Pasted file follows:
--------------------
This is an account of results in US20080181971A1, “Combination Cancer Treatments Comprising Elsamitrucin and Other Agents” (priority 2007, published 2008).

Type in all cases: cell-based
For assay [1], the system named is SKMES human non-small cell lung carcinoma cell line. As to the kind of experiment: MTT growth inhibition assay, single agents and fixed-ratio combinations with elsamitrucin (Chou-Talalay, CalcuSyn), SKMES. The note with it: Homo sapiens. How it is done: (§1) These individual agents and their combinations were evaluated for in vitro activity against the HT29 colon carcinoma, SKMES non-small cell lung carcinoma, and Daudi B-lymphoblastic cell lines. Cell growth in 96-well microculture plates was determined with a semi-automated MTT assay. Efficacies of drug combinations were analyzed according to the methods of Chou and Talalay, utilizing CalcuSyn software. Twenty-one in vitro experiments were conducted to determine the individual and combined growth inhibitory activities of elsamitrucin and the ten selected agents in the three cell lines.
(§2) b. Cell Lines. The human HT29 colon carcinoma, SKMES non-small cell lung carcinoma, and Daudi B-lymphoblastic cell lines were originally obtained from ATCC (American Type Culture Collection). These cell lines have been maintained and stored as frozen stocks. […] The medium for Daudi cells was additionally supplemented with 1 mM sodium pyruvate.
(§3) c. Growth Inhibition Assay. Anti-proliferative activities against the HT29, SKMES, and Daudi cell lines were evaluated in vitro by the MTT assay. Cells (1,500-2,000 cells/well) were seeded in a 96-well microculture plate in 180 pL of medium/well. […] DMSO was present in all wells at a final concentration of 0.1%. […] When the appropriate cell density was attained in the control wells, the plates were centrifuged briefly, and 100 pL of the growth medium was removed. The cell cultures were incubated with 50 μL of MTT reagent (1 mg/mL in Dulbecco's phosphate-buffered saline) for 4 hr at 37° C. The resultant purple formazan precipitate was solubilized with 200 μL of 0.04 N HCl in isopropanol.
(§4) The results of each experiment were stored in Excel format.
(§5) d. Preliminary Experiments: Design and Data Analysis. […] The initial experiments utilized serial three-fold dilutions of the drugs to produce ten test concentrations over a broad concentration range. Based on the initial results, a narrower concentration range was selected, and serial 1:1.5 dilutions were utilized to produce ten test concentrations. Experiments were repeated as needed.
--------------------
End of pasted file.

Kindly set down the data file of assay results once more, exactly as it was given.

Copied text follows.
This is an account of results in US20080181971A1, “Combination Cancer Treatments Comprising Elsamitrucin and Other Agents” (priority 2007, published 2008).

Type in all cases: cell-based
For assay [1], the system named is SKMES human non-small cell lung carcinoma cell line. As to the kind of experiment: MTT growth inhibition assay, single agents and fixed-ratio combinations with elsamitrucin (Chou-Talalay, CalcuSyn), SKMES. The note with it: Homo sapiens. How it is done: (§1) These individual agents and their combinations were evaluated for in vitro activity against the HT29 colon carcinoma, SKMES non-small cell lung carcinoma, and Daudi B-lymphoblastic cell lines. Cell growth in 96-well microculture plates was determined with a semi-automated MTT assay. Efficacies of drug combinations were analyzed according to the methods of Chou and Talalay, utilizing CalcuSyn software. Twenty-one in vitro experiments were conducted to determine the individual and combined growth inhibitory activities of elsamitrucin and the ten selected agents in the three cell lines.
(§2) b. Cell Lines. The human HT29 colon carcinoma, SKMES non-small cell lung carcinoma, and Daudi B-lymphoblastic cell lines were originally obtained from ATCC (American Type Culture Collection). These cell lines have been maintained and stored as frozen stocks. […] The medium for Daudi cells was additionally supplemented with 1 mM sodium pyruvate.
(§3) c. Growth Inhibition Assay. Anti-proliferative activities against the HT29, SKMES, and Daudi cell lines were evaluated in vitro by the MTT assay. Cells (1,500-2,000 cells/well) were seeded in a 96-well microculture plate in 180 pL of medium/well. […] DMSO was present in all wells at a final concentration of 0.1%. […] When the appropriate cell density was attained in the control wells, the plates were centrifuged briefly, and 100 pL of the growth medium was removed. The cell cultures were incubated with 50 μL of MTT reagent (1 mg/mL in Dulbecco's phosphate-buffered saline) for 4 hr at 37° C. The resultant purple formazan precipitate was solubilized with 200 μL of 0.04 N HCl in isopropanol.
(§4) The results of each experiment were stored in Excel format.
(§5) d. Preliminary Experiments: Design and Data Analysis. […] The initial experiments utilized serial three-fold dilutions of the drugs to produce ten test concentrations over a broad concentration range. Based on the initial results, a narrower concentration range was selected, and serial 1:1.5 dilutions were utilized to produce ten test concentrations. Experiments were repeated as needed.